The coronation ceremony of the Kings of Hungary was a highly formalised and strict ritual, which conferred sovereignty onto them via the Holy Crown. It represented the bond between king and nation, and the monarch’s duty to uphold the laws, customs, and liberties of Hungary.
‘Thanks to their huge user base, the largest social media sites have become unavoidable power factors, having enormous potential to influence public thinking. They can determine who, how and what can say, although this is done mostly indirectly, through business-interests- driven algorithms. Yielding to the pressure of progressive and woke ideologues, most service providers also develop principles of behaviour expected on their platform, and those who allegedly do not conform can be cancelled.’
‘Nation-states will be reduced in their functionality, becoming of secondary importance as entities, and the principle of territorial existence will slowly dissolve into a new, boundless uniformity. To use a rather un-English term, we are going to witness the deterritorialization of the world—a world deprived of the territories of its constituents, at least if we are to believe the new utopians.’
The sincerity of the concerns of Belgian politicians about Hungary’s Child Protection Act is cast into doubt by the fact that, according to statistics published by the Belgian police, forced marriages involving minors and illegal child marriages have been an unresolved problem for more than a decade in Belgium.
Her first trip to Texas was motivated by the desire to ‘strengthen cooperation among conservatives across continents,’ the justice minister said, stressing that ‘We need to make friendships, get to know each other, and find common ground…While there might be differences in the details, when it comes to fundamental principles, I believe we understand each other.’
Ukrainian representative Yuriy Kamelchuk demanded an explanation as to why Hungary had blocked the payment of the next instalment of military aid from the European Peace Facility (EPF) to Ukraine. In his reply, the Hungarian minister reminded that Ukraine has put the biggest Hungarian bank on their list of international sponsors of terrorism, suggesting that the Hungarian bank enables the Russian war machine. As soon as OTP is removed from that list, the minister declared, Hungary will reconsider its veto.
The book’s greatest value can undoubtedly be found in its historiographical sections, which present the historical assessment of the Soviet Republic and the Horthy system. It is in these that the author utilises the largest literary material and provides the widest overview.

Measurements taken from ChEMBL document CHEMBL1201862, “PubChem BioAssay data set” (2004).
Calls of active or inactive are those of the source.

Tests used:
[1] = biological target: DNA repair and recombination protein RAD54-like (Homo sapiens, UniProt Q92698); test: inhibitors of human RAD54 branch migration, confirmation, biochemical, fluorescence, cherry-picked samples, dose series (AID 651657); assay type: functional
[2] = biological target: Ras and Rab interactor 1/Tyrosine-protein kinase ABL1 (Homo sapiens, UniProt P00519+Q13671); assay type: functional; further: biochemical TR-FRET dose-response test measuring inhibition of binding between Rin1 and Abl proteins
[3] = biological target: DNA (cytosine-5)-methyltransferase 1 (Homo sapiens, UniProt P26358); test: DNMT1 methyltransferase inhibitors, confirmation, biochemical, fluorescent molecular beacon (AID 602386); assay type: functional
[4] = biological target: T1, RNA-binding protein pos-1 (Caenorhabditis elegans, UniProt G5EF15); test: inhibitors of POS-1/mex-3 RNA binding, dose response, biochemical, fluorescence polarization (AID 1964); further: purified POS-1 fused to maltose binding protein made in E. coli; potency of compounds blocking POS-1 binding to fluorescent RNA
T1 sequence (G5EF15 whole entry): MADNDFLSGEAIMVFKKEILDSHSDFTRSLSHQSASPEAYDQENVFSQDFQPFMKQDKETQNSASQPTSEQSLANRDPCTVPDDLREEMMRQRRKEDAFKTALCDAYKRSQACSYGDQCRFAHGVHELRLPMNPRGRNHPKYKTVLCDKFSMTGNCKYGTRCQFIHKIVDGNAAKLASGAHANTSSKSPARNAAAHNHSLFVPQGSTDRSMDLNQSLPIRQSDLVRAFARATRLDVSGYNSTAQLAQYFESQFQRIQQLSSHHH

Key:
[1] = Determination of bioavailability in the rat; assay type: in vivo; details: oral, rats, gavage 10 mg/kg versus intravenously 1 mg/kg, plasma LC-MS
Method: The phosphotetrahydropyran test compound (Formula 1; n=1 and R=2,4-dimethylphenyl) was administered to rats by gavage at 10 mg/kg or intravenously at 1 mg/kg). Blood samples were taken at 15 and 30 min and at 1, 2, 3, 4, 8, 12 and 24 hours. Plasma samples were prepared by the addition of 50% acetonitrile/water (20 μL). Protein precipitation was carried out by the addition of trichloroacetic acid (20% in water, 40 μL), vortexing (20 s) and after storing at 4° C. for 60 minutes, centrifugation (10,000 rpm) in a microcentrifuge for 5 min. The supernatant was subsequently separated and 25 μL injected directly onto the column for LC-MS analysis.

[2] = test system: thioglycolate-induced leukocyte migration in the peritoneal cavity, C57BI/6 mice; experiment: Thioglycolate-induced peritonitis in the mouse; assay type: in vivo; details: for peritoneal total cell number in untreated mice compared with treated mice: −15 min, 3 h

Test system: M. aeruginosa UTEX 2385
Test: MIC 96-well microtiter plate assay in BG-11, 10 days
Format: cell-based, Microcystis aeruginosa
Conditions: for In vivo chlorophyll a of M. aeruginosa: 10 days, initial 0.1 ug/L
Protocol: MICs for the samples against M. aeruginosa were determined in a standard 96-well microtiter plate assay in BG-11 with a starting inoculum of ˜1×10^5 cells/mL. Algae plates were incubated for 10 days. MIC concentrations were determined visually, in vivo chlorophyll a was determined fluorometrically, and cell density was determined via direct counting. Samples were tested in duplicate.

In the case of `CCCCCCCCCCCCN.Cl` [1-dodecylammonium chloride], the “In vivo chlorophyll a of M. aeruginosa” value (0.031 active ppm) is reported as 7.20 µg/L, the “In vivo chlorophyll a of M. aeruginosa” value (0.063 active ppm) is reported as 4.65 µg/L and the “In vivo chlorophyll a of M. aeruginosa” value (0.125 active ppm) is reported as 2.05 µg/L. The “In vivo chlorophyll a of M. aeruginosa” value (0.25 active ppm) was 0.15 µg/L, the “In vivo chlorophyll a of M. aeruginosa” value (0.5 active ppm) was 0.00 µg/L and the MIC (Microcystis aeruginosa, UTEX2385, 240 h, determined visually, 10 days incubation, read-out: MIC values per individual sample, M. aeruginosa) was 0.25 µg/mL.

It would be too much to say that Viktor Orbán has seen the future. But he has indeed seen the dark future that awaits all of us if the globalists, the gender ideologues, and the other servants of the woke Machine triumph. On the American scene at the moment, only Ron DeSantis shares both Orbán’s vision, and Orbán’s focus and policy skills to transform that vision into reality.
Last week’s invitation of the French President shows that despite Hungary having disputes with the European Union and the EU funds due to our country are being withheld, the Hungarian Prime Minister is not at all an isolated actor in European political life.
What is also crucial to the strategy proposed by Balázs Orbán is the preservation of interconnectivity within the West. Strengthening the cornerstones of Western civilisation, rooted in Judeo-Christian values, is paramount, the political director underscores in his piece, adding that sovereignty, religion, and family must be defended from destructive attempts to ‘undermine our shared values and identity.’
In its latest stand against Ottawa’s overreach, Alberta seeks to limit the power of federal jurisdiction within the province by passing the Alberta Sovereignty Act.
The EC president would punish voters should the left not win the election in Italy this Sunday. How utterly democratic of her.
‘The IT giants are often more a part of our lives than our own families, and are slowly coming to know more about us not just than the state, but than we ourselves know’